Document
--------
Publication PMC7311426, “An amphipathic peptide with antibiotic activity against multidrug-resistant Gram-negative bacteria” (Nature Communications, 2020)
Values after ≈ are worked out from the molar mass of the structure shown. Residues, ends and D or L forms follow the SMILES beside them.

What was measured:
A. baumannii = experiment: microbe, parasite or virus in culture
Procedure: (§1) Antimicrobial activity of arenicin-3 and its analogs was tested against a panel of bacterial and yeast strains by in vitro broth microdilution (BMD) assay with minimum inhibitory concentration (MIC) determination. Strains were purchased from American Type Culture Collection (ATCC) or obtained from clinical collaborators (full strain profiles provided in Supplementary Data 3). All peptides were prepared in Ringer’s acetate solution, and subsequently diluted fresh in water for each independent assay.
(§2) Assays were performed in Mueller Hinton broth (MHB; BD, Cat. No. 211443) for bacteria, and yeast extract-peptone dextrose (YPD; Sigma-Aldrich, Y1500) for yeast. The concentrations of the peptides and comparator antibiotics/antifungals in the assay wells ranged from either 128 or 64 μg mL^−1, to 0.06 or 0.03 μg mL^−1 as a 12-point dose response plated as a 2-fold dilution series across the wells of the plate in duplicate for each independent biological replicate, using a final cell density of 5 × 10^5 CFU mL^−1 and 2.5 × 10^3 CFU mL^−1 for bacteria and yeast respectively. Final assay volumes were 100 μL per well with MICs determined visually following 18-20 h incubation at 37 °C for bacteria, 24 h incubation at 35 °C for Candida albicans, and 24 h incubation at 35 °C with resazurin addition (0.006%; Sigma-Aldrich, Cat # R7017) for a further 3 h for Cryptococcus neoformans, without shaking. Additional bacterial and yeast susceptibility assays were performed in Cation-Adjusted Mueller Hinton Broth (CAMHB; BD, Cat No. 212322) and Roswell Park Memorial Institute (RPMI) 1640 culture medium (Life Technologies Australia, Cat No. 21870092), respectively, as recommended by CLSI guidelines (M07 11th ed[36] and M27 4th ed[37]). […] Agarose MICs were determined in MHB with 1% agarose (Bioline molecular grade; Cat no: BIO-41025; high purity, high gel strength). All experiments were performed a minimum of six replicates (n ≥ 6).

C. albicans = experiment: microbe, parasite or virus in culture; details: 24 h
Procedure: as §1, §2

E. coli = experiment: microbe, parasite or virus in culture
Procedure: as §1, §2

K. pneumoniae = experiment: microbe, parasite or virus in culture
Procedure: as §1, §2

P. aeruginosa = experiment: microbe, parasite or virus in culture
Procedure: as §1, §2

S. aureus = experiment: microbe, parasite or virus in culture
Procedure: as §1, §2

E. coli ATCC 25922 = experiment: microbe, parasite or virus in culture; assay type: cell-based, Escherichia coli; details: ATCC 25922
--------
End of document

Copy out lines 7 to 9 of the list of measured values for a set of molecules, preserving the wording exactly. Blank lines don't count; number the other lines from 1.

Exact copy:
C. albicans = experiment: microbe, parasite or virus in culture; details: 24 h
Procedure: as §1, §2

E. coli = experiment: microbe, parasite or virus in culture